If I consider myself a worker who has been hired, I would say that I have been hired midday and have not worked from the beginning. What is my honest reaction to those who have been in labor for far longer (all-day workers) and those who find His work much later in life (the one-hour workers)? Am I jaded by the equal gift of eternity that they will receive? Truthfully I am not. I, too, marvel at the LORD’S grace and mercy to allow me to be a part of His harvest. It is an honor to serve Him and I welcome all idle workers to join before the time of harvest has come to an end, when Jesus comes again. I feel that every day I am allowed to labor for the LORD my life becomes more rich and meaningful. I believe that those who come to work for Him later in their lives are missing the richness He has for their lives.
I count myself blessed to labor for Him as long as I may.
Why is how we live as Christians important to our neighbors? Our lives are on display to those around us and we have the power to show the love of Christ or to live in sin as the rest of the world does. Our distinct differences will be so contrary to the world around us that our joy and life of worship will shine through us and appeal to those around us. We work as GOD’S laborers to bless and honor Him, and to inspire those around us to leave idleness and begin their own work for the LORD. No other work is as fulfilling.
What is Jesus calling us to in regards to this city? How are we encouraged to engage with the people of Tacoma? We are on assignment to LOVE our GOD and our neighbors. The greatest way we can do this is by introducing them to Jesus and the Kingdom of GOD. This is the great commission, to go out and share the Gospel of Jesus Christ, to (as it says in Matthew 28:19-20a) “…go and make disciples of all nations, baptizing them in the name of the Father and of the Son and of the Holy Spirit, 20 and teaching them to obey everything I have commanded you.”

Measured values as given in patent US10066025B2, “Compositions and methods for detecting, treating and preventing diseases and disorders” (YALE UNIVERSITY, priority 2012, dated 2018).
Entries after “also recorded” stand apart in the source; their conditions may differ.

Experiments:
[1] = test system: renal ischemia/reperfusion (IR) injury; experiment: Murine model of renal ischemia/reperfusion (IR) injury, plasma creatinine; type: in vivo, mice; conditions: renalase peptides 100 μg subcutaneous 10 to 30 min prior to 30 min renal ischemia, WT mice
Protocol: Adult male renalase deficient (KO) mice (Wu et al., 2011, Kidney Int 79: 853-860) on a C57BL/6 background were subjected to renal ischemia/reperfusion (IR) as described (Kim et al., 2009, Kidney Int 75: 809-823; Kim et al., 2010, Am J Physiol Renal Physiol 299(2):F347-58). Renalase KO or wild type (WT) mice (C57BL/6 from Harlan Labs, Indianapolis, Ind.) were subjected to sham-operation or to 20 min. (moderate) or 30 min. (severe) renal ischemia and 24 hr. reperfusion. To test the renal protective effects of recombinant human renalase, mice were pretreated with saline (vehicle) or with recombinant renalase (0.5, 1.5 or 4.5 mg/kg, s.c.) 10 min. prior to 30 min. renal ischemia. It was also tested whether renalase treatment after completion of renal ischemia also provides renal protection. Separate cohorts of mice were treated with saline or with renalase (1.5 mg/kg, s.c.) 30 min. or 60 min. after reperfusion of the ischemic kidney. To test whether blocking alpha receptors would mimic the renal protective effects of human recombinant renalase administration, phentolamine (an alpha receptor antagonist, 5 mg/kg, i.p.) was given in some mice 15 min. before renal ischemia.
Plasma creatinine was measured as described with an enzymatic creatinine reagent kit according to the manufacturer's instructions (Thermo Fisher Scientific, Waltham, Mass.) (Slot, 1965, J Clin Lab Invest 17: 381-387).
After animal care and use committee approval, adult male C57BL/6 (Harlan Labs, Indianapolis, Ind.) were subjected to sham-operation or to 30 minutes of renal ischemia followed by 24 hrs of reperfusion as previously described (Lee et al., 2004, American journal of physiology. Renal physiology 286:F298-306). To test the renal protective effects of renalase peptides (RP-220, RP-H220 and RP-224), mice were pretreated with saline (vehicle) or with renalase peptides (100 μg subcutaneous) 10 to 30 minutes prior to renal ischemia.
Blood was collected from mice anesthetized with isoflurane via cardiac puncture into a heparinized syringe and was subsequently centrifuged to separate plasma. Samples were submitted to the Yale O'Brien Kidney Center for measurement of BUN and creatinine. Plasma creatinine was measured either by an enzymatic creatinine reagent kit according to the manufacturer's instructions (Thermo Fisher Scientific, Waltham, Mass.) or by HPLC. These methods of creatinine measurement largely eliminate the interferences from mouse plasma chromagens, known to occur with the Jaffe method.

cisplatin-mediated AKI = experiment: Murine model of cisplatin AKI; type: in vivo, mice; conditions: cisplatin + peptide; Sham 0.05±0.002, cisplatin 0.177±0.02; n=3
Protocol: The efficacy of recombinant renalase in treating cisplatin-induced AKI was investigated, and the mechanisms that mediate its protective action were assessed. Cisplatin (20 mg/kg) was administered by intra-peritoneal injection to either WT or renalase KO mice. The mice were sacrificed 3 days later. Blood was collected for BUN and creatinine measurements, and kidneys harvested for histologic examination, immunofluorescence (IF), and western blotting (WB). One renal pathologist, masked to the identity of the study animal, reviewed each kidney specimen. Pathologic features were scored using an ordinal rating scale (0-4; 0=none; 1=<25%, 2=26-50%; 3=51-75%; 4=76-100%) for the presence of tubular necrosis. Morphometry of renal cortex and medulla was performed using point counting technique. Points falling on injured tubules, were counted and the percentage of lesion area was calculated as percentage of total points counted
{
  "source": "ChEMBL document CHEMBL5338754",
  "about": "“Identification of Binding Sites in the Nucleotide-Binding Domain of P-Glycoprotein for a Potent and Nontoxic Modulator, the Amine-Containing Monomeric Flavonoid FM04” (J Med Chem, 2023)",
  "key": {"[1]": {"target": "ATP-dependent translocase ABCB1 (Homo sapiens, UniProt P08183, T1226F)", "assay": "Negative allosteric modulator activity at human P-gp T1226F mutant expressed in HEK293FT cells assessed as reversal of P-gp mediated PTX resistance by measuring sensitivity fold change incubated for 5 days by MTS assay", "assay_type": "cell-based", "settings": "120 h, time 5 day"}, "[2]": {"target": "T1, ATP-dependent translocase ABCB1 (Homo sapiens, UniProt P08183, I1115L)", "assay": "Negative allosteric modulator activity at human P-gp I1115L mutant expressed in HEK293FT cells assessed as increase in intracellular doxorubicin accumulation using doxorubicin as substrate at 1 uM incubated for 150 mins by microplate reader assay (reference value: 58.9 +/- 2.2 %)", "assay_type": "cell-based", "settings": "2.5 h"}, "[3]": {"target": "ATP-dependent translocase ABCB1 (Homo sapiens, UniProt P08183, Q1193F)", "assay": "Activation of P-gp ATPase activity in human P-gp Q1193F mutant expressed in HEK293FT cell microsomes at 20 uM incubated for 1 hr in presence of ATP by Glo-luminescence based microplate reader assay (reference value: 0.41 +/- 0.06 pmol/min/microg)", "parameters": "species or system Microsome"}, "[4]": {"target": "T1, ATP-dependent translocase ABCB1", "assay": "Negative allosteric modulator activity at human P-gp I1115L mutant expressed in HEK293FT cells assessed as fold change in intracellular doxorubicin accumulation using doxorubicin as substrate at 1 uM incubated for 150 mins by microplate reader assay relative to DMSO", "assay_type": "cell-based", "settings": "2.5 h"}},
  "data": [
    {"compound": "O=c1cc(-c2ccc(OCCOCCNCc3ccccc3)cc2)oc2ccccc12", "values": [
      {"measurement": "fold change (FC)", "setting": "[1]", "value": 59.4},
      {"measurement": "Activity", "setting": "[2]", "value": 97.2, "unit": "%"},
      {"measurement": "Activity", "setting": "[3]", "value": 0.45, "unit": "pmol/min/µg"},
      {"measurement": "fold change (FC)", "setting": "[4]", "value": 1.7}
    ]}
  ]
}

As the landowner goes into the city to search for more workers we too need to bring the idle workers to Jesus. He will pay them a generous wage!
How important is it that they actually come to Discovery or any specific church at all? The Church is where the body of Christ comes together to encourage and support one another. Alone we are susceptible to the enemy’s lies and can fall into sin's trap without anyone noticing but the church has the power to create accountability within that community.
“For you know very well that the day of the Lord will come like a thief in the night…Now we ask you, brothers and sisters, to acknowledge those who work hard among you, who care for you in the Lord, and who admonish you. Hold them in the highest regard in love because of their work. Live in peace with each other. And we urge you, brothers and sisters, warn those who are idle and disruptive, encourage the disheartened, help the weak, be patient with everyone.”
1 Thessalonians 5:2, 12-14 NIV